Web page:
The Heads of State and Government of the EU Member States will meet for the ‘Sibiu Council Summit’ on the 9th of May to discuss the future of Europe. For almost one year everything has been heading to this single day. Like a deer in the headlights — under the sword of Damocles called Brexit and only 3 weeks before the European elections — Europe seems to be paralysed: What will happen after the 26th of May, the last day of the European elections? Who is going to be the new President of the European Commission? Will the UK participate in the elections or not? And above all: in which direction should Europe move?Read full blogpost
I confess: the European Union is my great love!
It was not love at first sight, nor a blind, hot passion, but a grown, deep and profound love. A love which I am ready to defend and fight for.
As a conservationist of the Hainburg generation I was not a fan of this obscure and little-known construct in distant Brussels in 1994 when Austria decided on whether to join the EU. I saw accession more as a danger to my concerns for nature, animal and environmental protection than as an opportunity.Read full blogpost
The European Union: not perfect, but the best foundation for a sustainable future.
In these elections the future of the European Union (EU) is at stake. And with it, all it has achieved and still has to achieve to protect our environment. Dear reader, you matter, because you are entitled to vote in the European Parliament elections in May 2019. Please use this opportunity.
These elections are primarily about defending the idea of the European project, about defending civic space against destructive nationalism and populism. However, the elections also represent a chance to better protect our planet.Read full blogpost
While for biographical reasons I own both an EU and a US passport, my heart beats for Europe, the so-called ‘old world’. Even if Europeans have long forgotten it, large parts of the world envy Europe for its achievements and quality of life. For over 70 years, most of Europe has lived in peace, with amazing social standards, a strong notion of democracy and a marvellous cultural, linguistic (and culinary) diversity.Read full blogpost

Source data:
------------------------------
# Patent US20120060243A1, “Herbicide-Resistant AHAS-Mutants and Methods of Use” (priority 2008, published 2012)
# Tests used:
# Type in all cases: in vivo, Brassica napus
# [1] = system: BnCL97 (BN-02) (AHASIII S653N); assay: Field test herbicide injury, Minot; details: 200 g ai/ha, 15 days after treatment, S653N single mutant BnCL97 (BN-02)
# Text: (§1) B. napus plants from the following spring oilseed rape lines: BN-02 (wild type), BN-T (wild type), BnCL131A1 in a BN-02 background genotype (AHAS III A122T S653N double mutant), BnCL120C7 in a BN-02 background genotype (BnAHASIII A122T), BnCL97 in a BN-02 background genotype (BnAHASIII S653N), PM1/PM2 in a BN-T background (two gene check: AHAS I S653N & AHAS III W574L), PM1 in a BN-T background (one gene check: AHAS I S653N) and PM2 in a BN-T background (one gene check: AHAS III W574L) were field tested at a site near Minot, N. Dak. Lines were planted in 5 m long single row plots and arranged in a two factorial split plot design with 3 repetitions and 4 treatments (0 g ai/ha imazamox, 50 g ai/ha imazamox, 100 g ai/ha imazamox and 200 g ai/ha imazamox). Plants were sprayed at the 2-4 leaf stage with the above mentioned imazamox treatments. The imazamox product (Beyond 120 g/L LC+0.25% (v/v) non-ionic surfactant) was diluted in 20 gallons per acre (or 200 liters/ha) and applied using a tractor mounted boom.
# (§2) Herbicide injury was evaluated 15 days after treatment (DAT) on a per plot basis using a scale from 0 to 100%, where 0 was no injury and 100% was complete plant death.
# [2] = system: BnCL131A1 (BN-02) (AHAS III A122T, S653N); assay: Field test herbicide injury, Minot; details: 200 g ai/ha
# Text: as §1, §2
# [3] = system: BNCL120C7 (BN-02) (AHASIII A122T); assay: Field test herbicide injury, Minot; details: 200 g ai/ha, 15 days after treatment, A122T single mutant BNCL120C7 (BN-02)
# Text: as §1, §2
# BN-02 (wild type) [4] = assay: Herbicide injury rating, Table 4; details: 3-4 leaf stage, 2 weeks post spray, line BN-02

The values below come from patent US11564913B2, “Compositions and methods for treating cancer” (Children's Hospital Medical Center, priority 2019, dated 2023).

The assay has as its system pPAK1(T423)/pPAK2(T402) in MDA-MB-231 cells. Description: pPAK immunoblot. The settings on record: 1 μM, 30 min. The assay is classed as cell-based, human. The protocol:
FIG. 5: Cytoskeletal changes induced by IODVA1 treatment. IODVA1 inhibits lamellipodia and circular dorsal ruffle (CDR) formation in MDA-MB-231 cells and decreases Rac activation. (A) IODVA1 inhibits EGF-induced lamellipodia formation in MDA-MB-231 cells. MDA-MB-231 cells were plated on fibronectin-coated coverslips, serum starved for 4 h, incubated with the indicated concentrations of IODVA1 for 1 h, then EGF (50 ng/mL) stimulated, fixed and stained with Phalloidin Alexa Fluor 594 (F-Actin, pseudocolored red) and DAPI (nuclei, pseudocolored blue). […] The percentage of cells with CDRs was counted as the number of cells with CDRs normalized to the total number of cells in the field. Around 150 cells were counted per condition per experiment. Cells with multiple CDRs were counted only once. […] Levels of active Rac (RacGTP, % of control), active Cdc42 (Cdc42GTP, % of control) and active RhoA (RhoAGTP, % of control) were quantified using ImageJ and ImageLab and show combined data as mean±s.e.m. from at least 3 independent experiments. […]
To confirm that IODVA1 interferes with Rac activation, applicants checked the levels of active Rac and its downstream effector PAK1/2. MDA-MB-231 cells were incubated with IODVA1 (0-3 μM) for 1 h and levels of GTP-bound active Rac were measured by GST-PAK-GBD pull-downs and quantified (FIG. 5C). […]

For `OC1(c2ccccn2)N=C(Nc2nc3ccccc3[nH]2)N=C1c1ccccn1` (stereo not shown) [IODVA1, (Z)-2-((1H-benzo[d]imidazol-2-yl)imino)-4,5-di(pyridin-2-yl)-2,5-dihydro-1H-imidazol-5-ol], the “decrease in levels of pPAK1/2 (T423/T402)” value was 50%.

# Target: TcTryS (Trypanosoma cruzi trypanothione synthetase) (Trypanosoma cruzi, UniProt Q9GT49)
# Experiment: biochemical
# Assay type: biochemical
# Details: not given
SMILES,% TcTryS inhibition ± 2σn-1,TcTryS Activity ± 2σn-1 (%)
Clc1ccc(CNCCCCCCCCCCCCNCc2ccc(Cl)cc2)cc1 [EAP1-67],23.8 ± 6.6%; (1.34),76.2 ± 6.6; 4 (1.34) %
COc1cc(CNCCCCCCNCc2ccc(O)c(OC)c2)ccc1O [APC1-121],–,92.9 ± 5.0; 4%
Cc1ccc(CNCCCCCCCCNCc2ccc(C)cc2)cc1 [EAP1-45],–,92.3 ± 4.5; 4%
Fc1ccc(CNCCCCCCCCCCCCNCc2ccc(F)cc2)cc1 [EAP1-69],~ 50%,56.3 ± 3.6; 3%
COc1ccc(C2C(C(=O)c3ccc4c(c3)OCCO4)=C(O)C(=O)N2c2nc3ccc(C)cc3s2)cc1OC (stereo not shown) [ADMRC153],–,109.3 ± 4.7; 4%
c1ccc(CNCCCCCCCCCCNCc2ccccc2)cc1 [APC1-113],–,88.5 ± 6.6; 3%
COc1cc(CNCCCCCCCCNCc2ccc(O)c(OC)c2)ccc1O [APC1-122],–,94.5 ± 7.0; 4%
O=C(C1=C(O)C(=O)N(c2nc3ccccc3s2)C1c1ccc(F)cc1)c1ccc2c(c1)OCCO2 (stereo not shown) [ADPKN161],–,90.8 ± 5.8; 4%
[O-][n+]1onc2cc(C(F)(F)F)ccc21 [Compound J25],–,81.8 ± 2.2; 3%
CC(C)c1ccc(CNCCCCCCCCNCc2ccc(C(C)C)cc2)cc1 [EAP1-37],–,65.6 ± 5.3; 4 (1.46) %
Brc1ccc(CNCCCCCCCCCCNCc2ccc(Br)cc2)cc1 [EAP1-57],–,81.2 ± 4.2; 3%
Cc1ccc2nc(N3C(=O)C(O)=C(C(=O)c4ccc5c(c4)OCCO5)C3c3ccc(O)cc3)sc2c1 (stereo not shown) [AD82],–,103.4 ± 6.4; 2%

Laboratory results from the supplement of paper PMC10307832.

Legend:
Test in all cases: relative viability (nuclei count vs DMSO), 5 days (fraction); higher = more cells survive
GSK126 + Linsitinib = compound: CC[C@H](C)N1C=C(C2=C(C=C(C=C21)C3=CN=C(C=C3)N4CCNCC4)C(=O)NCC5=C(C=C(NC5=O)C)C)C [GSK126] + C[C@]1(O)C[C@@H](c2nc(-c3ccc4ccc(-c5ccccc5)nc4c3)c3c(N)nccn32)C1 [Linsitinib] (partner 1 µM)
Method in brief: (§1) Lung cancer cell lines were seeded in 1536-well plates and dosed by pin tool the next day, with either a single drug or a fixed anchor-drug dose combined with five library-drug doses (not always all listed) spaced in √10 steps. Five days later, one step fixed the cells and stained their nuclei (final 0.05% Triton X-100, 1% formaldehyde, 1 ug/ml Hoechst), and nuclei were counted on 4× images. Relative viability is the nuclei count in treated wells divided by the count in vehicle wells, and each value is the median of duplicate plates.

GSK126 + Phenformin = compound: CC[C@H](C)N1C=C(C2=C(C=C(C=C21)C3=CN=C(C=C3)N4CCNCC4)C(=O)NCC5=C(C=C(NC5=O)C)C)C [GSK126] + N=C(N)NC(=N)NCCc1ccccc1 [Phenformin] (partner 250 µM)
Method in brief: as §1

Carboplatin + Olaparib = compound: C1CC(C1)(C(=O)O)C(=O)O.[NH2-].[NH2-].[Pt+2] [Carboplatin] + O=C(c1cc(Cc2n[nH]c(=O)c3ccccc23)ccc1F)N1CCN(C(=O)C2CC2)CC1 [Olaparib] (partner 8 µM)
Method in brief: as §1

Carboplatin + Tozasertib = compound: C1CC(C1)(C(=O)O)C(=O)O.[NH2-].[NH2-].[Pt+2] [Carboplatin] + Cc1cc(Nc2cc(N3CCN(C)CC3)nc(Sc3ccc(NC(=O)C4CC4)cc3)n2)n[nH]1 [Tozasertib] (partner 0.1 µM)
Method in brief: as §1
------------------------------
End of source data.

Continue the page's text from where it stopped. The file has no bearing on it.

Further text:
This is the second part of the blog-article
presenting the conclusions from the study “Populism and Economic Dynamics in
Europe” by Karl Aiginger, Austrian economist.
The blog-article is the conclusion section of a new study about “Populism and Economic Dynamics in Europe” by Karl Aiginger and colleagues at the Policy Crossover center, Vienna. It serves as an incredible valuable and interesting analyses of populism and its impacts. The paper does also put forward a vision of Europe as a role model for high income, low inequality regions, with a new view of globalization, migration, and partnership with neighbors. Therefore, we believe it is an important contribution to better understand the situation but also how to react.Read full blogpost
In my childhood days there were two television shows I never wanted to miss: “Jeux Sans Frontières” and “Einer wird gewinnen” (“One will win”). The first was a kind of Olympics where teams from different European cities competed against each other, the second a quiz show in which the name of the show was deliberately chosen so that, at least in German, the acronym EWG stood for the show as well as for the European Economic Community.
I cannot say whether I was born a European and therefore liked these programmes or whether these two entertainment shows turned me into one. But I still remember very well, what particularly fascinated me: It was great for me to see and hear people giving my mother tongue the flavour of their own languages. The candidates in these shows seemed both alien and lovable, exotic and familiar, distant and close, and above all: so interesting.Read full blogpost